button to main menu  Martineau's Complete Guide to the English Lakes, 1855

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Page 163:-


ascent of Helvellyn
There is a charming walk of ten miles from Patterdale to Grasmere (from inn to inn) by Grisedale, which may as well be enjoyed by the pedestrian traveller, whether he chooses to ascend Helvellyn or not. Grasmere and Grisedale have the same derivation,- Gris being the old Saxon for wild swine: and these are therefore the lake and the valley of the wild boar. A deep and still retreat must both have been in the days of wild boars.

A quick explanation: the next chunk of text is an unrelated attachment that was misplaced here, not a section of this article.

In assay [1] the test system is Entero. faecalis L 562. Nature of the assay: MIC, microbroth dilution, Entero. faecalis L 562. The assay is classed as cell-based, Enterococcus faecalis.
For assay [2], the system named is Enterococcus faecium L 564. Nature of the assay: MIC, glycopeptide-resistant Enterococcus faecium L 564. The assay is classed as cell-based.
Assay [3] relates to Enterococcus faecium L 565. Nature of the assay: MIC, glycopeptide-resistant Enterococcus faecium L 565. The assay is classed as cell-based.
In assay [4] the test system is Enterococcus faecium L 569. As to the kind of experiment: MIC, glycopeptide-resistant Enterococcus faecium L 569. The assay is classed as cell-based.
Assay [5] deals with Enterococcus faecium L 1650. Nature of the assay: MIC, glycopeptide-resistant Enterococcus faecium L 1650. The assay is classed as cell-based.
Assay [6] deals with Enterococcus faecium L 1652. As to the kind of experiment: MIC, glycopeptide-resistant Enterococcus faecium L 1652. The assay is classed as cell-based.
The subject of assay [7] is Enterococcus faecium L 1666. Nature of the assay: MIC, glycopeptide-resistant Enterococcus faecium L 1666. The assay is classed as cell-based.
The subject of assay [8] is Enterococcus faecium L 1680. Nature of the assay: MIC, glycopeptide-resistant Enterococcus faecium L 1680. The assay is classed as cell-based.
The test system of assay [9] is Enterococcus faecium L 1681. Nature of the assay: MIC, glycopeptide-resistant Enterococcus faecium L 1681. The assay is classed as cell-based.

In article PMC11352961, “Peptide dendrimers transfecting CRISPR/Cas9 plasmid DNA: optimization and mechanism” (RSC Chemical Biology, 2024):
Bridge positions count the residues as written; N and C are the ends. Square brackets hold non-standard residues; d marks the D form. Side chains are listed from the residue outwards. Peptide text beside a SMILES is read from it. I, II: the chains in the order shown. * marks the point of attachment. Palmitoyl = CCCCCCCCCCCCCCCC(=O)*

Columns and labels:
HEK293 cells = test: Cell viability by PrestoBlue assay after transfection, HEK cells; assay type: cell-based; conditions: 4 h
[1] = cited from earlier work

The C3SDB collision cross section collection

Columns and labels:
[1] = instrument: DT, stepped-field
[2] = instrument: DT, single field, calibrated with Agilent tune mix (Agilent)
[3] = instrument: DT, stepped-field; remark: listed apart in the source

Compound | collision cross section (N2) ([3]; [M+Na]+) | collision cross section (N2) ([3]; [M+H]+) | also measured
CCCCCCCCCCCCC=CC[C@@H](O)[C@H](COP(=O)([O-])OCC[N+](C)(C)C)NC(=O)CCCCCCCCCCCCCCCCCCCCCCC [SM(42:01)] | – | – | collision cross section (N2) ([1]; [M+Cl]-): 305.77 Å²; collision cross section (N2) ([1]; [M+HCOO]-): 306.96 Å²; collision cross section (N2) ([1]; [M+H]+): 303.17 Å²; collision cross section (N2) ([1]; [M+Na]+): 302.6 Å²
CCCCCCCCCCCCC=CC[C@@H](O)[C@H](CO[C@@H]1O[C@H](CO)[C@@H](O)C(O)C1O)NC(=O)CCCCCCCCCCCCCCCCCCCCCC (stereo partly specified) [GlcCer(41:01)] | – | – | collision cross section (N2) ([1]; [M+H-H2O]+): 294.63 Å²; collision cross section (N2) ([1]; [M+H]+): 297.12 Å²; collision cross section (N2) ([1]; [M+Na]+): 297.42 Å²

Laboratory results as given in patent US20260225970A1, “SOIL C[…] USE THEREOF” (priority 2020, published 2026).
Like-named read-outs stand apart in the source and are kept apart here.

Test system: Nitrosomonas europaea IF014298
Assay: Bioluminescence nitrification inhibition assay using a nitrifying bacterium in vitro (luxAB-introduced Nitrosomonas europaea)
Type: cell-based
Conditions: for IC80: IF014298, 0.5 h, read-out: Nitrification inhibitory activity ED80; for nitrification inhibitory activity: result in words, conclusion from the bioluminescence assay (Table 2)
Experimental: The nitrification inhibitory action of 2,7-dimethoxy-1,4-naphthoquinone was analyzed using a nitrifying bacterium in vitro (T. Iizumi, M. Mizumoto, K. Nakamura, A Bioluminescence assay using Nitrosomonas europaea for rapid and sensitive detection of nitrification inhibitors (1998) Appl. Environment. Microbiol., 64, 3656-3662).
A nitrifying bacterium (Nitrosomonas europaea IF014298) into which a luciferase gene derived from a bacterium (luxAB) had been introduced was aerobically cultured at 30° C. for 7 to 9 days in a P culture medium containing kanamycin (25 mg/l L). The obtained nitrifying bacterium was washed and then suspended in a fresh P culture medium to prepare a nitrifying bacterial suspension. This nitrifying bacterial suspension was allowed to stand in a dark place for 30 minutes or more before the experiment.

From Patterdale, the traveller crosses Grisedale beck, and ascends by a steep well-wooded road to the table-land of Grisedale. The old hollies in the woods are remarkably fine. At every step the grandeur and gloom overhead increase,- the path leading directly under the frowning Helvellyn. The Greenside lead mines are about half way up, under Striding Edge; and the tourist is likely to mistake the track to the mines for his own road: but he must keep the stream to the right,- in other words, he must keep on the right bank of the stream for some way further. The path crosses and recrosses the beck in climbing the steep ascent to the tarn; but there is no further danger of losing the track. The view of Place Fell behind is fine, as seen through the steep sides of the dale; and north-westwards, the mountains about the
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